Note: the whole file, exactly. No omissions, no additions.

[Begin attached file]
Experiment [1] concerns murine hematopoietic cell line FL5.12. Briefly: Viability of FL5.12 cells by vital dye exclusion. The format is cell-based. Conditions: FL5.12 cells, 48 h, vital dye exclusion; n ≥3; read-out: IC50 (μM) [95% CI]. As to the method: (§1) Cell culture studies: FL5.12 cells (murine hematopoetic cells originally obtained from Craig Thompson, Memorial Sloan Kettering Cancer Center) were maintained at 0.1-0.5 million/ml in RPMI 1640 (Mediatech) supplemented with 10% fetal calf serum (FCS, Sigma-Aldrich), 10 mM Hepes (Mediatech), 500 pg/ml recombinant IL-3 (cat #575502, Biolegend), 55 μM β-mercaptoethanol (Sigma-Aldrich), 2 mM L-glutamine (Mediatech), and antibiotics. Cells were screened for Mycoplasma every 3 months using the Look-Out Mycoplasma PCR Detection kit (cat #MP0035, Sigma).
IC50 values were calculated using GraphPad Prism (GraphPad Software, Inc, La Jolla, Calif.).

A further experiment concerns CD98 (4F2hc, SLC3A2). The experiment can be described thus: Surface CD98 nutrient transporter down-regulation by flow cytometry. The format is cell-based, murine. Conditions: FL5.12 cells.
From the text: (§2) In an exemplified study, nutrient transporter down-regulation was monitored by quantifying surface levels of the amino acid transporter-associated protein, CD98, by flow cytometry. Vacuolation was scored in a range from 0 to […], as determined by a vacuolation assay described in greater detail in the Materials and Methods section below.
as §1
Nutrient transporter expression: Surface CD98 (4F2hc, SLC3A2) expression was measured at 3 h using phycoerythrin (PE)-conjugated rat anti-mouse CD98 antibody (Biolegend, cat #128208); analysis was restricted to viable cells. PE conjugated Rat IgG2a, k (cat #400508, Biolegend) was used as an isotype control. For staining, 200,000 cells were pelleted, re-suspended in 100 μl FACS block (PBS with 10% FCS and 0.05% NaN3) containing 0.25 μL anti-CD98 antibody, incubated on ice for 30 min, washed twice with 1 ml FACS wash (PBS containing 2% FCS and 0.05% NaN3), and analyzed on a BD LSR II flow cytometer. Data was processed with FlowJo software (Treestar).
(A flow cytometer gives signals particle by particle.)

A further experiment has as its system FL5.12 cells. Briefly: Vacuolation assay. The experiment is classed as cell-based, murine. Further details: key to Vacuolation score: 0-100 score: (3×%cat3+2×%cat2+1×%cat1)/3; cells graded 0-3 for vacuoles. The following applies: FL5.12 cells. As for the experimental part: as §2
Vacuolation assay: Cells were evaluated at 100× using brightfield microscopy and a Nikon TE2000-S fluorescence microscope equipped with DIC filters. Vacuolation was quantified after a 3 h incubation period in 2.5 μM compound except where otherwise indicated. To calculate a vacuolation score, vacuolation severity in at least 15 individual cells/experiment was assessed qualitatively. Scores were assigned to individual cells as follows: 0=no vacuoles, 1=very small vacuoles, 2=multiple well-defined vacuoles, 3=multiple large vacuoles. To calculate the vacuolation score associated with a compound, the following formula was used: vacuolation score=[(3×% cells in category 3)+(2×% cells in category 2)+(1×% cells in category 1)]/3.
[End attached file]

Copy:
Experiment [1] concerns murine hematopoietic cell line FL5.12. Briefly: Viability of FL5.12 cells by vital dye exclusion. The format is cell-based. Conditions: FL5.12 cells, 48 h, vital dye exclusion; n ≥3; read-out: IC50 (μM) [95% CI]. As to the method: (§1) Cell culture studies: FL5.12 cells (murine hematopoetic cells originally obtained from Craig Thompson, Memorial Sloan Kettering Cancer Center) were maintained at 0.1-0.5 million/ml in RPMI 1640 (Mediatech) supplemented with 10% fetal calf serum (FCS, Sigma-Aldrich), 10 mM Hepes (Mediatech), 500 pg/ml recombinant IL-3 (cat #575502, Biolegend), 55 μM β-mercaptoethanol (Sigma-Aldrich), 2 mM L-glutamine (Mediatech), and antibiotics. Cells were screened for Mycoplasma every 3 months using the Look-Out Mycoplasma PCR Detection kit (cat #MP0035, Sigma).
IC50 values were calculated using GraphPad Prism (GraphPad Software, Inc, La Jolla, Calif.).

A further experiment concerns CD98 (4F2hc, SLC3A2). The experiment can be described thus: Surface CD98 nutrient transporter down-regulation by flow cytometry. The format is cell-based, murine. Conditions: FL5.12 cells.
From the text: (§2) In an exemplified study, nutrient transporter down-regulation was monitored by quantifying surface levels of the amino acid transporter-associated protein, CD98, by flow cytometry. Vacuolation was scored in a range from 0 to […], as determined by a vacuolation assay described in greater detail in the Materials and Methods section below.
as §1
Nutrient transporter expression: Surface CD98 (4F2hc, SLC3A2) expression was measured at 3 h using phycoerythrin (PE)-conjugated rat anti-mouse CD98 antibody (Biolegend, cat #128208); analysis was restricted to viable cells. PE conjugated Rat IgG2a, k (cat #400508, Biolegend) was used as an isotype control. For staining, 200,000 cells were pelleted, re-suspended in 100 μl FACS block (PBS with 10% FCS and 0.05% NaN3) containing 0.25 μL anti-CD98 antibody, incubated on ice for 30 min, washed twice with 1 ml FACS wash (PBS containing 2% FCS and 0.05% NaN3), and analyzed on a BD LSR II flow cytometer. Data was processed with FlowJo software (Treestar).
(A flow cytometer gives signals particle by particle.)

A further experiment has as its system FL5.12 cells. Briefly: Vacuolation assay. The experiment is classed as cell-based, murine. Further details: key to Vacuolation score: 0-100 score: (3×%cat3+2×%cat2+1×%cat1)/3; cells graded 0-3 for vacuoles. The following applies: FL5.12 cells. As for the experimental part: as §2
Vacuolation assay: Cells were evaluated at 100× using brightfield microscopy and a Nikon TE2000-S fluorescence microscope equipped with DIC filters. Vacuolation was quantified after a 3 h incubation period in 2.5 μM compound except where otherwise indicated. To calculate a vacuolation score, vacuolation severity in at least 15 individual cells/experiment was assessed qualitatively. Scores were assigned to individual cells as follows: 0=no vacuoles, 1=very small vacuoles, 2=multiple well-defined vacuoles, 3=multiple large vacuoles. To calculate the vacuolation score associated with a compound, the following formula was used: vacuolation score=[(3×% cells in category 3)+(2×% cells in category 2)+(1×% cells in category 1)]/3.